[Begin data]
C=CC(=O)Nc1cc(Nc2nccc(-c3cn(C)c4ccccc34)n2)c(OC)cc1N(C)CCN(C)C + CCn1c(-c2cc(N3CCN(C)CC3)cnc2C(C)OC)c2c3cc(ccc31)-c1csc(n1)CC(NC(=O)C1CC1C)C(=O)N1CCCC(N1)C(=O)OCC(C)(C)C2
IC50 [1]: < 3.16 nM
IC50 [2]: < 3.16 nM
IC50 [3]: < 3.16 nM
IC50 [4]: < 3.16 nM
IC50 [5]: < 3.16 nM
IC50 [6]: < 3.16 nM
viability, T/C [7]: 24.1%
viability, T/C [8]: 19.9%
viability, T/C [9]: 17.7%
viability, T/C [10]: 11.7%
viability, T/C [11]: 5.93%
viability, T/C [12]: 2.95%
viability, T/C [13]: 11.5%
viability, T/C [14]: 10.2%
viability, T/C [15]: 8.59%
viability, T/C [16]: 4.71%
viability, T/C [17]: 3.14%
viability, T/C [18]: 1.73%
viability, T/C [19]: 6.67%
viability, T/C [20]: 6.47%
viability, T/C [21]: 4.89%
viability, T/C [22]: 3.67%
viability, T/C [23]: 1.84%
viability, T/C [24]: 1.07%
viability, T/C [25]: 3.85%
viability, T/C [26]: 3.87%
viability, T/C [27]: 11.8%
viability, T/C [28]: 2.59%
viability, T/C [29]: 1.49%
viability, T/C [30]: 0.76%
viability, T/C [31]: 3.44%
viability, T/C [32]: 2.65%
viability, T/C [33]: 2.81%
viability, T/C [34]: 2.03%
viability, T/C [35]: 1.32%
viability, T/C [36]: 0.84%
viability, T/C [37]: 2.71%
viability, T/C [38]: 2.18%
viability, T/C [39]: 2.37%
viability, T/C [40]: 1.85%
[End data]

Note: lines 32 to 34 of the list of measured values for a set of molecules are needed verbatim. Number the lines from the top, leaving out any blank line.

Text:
viability, T/C [31]: 3.44%
viability, T/C [32]: 2.65%
viability, T/C [33]: 2.81%